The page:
HIV testing basics

HIV testing basics

Everyone between the ages of 13 and 64 should be tested for HIV at least one time in their life.

People with risk factors for HIV should be tested more frequently. You should be tested for HIV if you:

  • Have had sex with a new partner
  • Have been diagnosed or sought treatment for another sexually transmitted infection
  • Had sex with a man who has had sex with another man
  • Been diagnosed or treated for hepatitis or Tuberculosis
  • Used injection drugs, or ever exchanged sex for money or drugs, or
  • If you are pregnant or planning to become pregnant

HIV is actually very treatable, often times with just one pill once daily. People who are on treatment and take treatment as prescribed can live long lives. I frequently tell patients that if they take their HIV medicines as prescribed they can live to be an “old person” and die of “old-person illnesses,” not their HIV.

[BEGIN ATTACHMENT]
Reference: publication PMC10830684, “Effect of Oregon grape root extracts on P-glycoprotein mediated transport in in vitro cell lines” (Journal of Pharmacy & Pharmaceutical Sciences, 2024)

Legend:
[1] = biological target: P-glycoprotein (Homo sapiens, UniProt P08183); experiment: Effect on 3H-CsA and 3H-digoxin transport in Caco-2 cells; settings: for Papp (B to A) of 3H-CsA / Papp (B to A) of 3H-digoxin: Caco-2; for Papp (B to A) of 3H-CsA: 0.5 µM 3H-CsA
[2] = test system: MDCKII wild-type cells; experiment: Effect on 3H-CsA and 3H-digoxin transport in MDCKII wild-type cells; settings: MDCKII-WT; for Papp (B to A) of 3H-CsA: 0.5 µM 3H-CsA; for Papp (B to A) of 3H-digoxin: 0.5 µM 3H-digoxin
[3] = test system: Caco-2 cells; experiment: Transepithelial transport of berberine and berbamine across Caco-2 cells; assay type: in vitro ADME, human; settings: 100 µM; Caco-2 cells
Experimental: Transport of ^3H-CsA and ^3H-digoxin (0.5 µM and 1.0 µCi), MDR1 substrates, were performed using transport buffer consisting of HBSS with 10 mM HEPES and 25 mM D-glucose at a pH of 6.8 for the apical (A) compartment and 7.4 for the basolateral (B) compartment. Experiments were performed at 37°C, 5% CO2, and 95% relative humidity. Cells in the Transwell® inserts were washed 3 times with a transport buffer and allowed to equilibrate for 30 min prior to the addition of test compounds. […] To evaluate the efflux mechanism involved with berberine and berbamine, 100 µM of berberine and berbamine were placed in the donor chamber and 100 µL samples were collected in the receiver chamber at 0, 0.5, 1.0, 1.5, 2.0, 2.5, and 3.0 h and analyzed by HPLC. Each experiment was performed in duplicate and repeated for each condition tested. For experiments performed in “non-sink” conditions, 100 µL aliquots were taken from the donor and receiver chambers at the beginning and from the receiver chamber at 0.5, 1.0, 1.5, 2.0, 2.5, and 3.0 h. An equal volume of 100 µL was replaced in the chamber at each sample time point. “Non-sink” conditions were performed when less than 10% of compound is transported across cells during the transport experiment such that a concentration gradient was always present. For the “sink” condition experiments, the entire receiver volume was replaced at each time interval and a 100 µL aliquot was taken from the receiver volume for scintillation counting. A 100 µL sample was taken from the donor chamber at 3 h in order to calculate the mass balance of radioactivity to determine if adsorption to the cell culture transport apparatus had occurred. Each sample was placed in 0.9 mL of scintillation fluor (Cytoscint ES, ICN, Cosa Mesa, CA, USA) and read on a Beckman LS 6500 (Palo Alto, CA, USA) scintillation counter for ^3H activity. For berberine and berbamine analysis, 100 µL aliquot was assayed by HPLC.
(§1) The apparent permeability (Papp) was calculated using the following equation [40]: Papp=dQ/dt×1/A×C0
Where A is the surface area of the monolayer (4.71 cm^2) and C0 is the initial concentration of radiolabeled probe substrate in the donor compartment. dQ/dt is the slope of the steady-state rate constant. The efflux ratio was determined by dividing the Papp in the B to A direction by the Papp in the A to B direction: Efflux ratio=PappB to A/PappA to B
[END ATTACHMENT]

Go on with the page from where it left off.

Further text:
The goal of HIV testing is to be healthy.  If you test positive, you can improve your health by getting on treatment.  If you test negative, you can discuss with your health care provider if you are a candidate for pre-exposure prophylaxis known as PrEP, which is medicine to prevent acquisition of HIV.

HIV does not discriminate based on age, prosperity or sexual preference. Get tested and get healthy.

For more information, contact your local health department:

  • Cabell-Huntington Health Department – 304-523-6483
  • Kanawha-Charleston Health Department – 304-344-5243
  • Putnam County Health Department – 304-757-2541
  • Lawrence County (Ohio) Health Department – 740-532-3962 

You can also contact our HIV Clinic at Marshall Internal Medicine at 304-691-1000.


Kara S. Willenburg, MD

Dr. Willenburg is an assistant professor of medicine and chief of infectious disease at the Marshall University Joan C. Edwards School of Medicine. She and her team work closely with local health departments to provide expert advice, care for at-risk populations and aid in prevention.